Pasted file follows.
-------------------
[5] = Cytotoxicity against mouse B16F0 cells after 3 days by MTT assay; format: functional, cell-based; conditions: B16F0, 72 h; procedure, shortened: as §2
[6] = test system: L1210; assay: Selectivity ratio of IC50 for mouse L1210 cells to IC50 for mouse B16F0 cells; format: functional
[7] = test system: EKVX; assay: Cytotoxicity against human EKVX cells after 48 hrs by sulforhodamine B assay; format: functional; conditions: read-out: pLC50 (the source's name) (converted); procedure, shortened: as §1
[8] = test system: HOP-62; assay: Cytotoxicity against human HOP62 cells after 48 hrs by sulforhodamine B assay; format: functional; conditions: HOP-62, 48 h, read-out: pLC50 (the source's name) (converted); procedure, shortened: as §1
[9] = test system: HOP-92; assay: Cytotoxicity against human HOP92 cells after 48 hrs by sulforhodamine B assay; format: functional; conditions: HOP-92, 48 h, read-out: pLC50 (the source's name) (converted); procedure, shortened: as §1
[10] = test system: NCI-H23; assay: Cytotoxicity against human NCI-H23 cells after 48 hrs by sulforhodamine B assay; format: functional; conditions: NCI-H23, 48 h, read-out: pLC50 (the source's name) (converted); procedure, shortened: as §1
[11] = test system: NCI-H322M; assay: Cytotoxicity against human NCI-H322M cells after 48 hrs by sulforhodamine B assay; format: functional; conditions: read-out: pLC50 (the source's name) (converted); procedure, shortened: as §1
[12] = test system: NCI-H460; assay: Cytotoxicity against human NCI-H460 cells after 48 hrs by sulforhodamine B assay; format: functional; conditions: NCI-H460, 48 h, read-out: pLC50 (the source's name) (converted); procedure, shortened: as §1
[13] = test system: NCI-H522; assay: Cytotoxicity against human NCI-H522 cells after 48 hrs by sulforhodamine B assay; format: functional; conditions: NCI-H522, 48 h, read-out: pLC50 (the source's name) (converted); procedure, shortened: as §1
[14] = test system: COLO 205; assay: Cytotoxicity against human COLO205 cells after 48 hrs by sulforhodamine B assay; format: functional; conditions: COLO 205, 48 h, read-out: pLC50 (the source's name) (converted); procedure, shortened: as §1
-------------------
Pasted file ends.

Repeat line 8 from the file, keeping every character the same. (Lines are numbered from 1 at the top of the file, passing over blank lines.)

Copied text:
[12] = test system: NCI-H460; assay: Cytotoxicity against human NCI-H460 cells after 48 hrs by sulforhodamine B assay; format: functional; conditions: NCI-H460, 48 h, read-out: pLC50 (the source's name) (converted); procedure, shortened: as §1